Education needs broad strokes

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Education needs broad strokes

Michael Wimmer believes that global art education has been through a huge transformation.
“Even in Europe, art education has been broadening its scope, from focusing primarily on traditional arts like music and paintings to include design, dance, drama, theater and new media,” Mr. Wimmer said. “It is no longer appropriate to confine art education to narrow fields of thought,” he added.
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Mr. Wimmer, a music educator and political scientist from Vienna, Austria, participated in the three day International Arts Education Symposium in Seoul.
The symposium, organized by the Korea Arts & Culture Education Service, held numerous workshops and forums where panels discussed the direction art education should take and the method it should adopt in educating creative minds.
Mr. Wimmer is a founding member and the general manager of Educult, an art and science institute in Austria.
“I was fascinated by how the development of art education has become a major issue in Korea,” Mr. Wimmer said. “There has been a lot of interest from the Korean government regarding global cooperation in art education.”
Mr. Wimmer said many global educators have been realizing the importance of art education. “Even in Europe, many parents have considered art education to be a luxury, only for those who are privileged and can afford art as a hobby that people with a lot of leisure time enjoy,” Mr. Wimmer said. “This is not true.” He said art is a tool that helps people to reflect on themselves and express their identity in non-verbal ways.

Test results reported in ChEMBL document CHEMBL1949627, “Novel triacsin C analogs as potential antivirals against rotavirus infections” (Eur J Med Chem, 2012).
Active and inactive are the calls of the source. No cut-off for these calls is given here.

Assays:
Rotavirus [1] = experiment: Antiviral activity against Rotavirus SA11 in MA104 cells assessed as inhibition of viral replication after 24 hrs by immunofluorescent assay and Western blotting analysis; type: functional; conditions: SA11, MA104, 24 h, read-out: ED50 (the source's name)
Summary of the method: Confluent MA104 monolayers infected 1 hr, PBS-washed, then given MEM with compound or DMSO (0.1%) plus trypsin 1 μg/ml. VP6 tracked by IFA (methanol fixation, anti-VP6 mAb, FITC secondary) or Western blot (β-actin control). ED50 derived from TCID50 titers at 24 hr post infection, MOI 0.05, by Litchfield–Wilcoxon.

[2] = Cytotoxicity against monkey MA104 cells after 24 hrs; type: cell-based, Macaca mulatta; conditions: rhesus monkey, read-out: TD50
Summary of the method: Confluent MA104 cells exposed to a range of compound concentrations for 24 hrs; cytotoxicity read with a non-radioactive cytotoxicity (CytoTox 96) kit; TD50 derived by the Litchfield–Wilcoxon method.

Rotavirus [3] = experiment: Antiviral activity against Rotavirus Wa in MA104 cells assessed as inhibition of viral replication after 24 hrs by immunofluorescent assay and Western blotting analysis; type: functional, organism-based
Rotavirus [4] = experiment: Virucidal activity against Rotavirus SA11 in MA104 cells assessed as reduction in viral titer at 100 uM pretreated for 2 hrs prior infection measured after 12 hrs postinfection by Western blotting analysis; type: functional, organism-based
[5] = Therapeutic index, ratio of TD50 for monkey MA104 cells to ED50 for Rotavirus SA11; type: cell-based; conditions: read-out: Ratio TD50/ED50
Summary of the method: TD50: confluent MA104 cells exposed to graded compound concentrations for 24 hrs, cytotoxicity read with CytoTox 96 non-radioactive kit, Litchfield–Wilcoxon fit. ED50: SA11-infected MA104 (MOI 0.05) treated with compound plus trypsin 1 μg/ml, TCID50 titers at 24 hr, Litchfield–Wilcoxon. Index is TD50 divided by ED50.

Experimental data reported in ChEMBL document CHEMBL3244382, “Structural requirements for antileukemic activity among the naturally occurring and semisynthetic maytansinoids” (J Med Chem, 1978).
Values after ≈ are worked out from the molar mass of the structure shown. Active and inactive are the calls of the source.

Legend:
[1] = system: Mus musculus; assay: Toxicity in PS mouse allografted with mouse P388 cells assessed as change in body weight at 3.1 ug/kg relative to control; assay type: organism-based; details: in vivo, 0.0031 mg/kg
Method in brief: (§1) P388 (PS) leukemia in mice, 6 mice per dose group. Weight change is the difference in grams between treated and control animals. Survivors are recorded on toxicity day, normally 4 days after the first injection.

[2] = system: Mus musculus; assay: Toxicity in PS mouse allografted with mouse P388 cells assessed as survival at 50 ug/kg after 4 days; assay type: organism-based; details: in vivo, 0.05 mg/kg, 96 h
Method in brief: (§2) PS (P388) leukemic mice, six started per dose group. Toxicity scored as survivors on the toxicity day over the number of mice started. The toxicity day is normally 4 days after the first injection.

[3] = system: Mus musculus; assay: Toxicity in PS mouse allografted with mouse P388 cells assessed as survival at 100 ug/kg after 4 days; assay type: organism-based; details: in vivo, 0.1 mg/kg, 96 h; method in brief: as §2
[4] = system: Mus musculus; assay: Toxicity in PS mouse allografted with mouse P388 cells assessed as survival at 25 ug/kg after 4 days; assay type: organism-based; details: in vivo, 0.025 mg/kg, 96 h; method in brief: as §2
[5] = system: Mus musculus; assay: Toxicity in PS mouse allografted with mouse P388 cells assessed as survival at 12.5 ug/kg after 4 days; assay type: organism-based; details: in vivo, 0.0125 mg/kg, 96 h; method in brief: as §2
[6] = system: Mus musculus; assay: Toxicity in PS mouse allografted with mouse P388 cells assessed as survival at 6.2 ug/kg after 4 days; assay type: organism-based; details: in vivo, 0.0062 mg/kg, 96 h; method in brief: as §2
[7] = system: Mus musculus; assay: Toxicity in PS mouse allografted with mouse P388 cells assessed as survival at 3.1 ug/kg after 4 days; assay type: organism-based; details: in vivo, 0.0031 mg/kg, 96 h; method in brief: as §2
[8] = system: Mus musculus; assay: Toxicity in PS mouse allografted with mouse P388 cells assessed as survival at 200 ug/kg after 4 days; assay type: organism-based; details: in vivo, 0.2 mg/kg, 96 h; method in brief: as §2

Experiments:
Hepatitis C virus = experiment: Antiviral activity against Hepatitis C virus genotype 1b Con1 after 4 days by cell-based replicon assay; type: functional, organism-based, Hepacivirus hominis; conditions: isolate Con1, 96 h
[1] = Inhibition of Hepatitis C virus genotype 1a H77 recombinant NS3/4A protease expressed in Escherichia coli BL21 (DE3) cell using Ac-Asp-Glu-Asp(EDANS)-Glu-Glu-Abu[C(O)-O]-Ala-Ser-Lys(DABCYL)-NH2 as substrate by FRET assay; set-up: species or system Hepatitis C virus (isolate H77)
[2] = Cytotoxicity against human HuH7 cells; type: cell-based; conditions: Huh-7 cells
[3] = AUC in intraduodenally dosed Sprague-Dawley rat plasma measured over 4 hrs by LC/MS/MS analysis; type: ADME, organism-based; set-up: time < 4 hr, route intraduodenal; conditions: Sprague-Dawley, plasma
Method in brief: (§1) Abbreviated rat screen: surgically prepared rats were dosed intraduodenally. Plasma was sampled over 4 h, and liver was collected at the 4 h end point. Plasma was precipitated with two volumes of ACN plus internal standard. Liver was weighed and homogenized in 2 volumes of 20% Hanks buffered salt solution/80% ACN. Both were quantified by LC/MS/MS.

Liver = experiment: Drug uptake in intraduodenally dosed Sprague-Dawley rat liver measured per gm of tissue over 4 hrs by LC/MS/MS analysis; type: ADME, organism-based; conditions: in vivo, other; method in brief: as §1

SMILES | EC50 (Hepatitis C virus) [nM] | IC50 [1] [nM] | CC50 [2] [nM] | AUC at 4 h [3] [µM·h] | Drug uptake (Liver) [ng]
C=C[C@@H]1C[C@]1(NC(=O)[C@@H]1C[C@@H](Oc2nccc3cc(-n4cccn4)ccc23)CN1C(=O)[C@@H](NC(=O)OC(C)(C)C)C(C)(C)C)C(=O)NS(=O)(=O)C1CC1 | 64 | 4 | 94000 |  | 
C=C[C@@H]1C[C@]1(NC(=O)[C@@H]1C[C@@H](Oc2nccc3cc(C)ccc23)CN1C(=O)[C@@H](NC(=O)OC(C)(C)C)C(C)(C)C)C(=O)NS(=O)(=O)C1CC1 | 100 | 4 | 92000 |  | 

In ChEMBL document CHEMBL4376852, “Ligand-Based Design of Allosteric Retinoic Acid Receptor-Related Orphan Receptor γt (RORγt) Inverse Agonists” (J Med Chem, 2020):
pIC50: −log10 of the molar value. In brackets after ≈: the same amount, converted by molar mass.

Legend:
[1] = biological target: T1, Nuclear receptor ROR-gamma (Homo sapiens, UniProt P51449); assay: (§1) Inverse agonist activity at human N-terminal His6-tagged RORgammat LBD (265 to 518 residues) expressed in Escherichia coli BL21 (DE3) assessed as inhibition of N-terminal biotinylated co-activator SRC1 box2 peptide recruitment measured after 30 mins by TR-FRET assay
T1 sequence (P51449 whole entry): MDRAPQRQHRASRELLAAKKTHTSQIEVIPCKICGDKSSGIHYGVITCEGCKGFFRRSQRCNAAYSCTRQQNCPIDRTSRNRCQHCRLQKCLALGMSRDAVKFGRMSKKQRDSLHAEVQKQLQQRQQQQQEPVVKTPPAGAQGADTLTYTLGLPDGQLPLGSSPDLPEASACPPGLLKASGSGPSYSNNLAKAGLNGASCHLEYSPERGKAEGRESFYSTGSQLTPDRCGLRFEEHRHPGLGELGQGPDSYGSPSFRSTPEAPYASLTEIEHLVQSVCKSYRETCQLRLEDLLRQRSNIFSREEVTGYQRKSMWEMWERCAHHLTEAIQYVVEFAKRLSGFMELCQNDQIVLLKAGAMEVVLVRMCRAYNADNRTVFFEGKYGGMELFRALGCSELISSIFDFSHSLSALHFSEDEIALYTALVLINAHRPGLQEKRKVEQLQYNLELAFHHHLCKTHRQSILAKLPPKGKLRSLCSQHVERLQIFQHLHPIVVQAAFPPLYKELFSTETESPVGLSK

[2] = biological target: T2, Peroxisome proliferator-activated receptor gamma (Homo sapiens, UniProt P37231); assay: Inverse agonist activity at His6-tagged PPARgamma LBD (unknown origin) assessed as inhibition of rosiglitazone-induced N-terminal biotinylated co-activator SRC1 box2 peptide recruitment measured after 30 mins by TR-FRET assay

“Therefore art is not the preserve of a specific social group. Rather it should be available to everyone. Art education helps individuals to improve their life,” Mr. Wimmer said.
“It has been proven by many studies that students that receive art education also excel in other studies.”
“The important thing is how to open creative minds and build up curiosities,” Mr. Wimmer continued. “And it is this very goal of molding creative minds that is a challenge for any art educator.”
In art education, Mr. Wimmer said he sees more similarities than differences between Europe and Korea. Both are struggling with the issue of their heritage and traditional ways of thinking. However, he believes Korea is more dynamic and focuses more on the future. “Korea’s art education is developing faster,” Mr. Wimmer said.
He added that the claim that a large number of students are taking more interest in commercial arts is not true. “The idea that public art is good and commercial art is bad is outdated,” Mr. Wimmer said. “Whether it is public art or commercial art both are, in the broad sense, art.” His belief is that it is more important to find ways of integrating fine arts with commercial art.
For art education to succeed, Mr. Wimmer said cooperation between schools and government is vital.
“Art education should be taught while cooperating with other school subjects such as integrating drama with science and math with music and so forth,” Mr. Wimmer said. “Art education should not be limited to studying classical painting and music.”
Mr. Wimmer added that government cooperation is also important since it is the administrative sector that could realize an art education program.
The ultimate goal of art education, Mr. Wimmer said, was to create an exceptional artist if possible.


by Lee Ho-jeong
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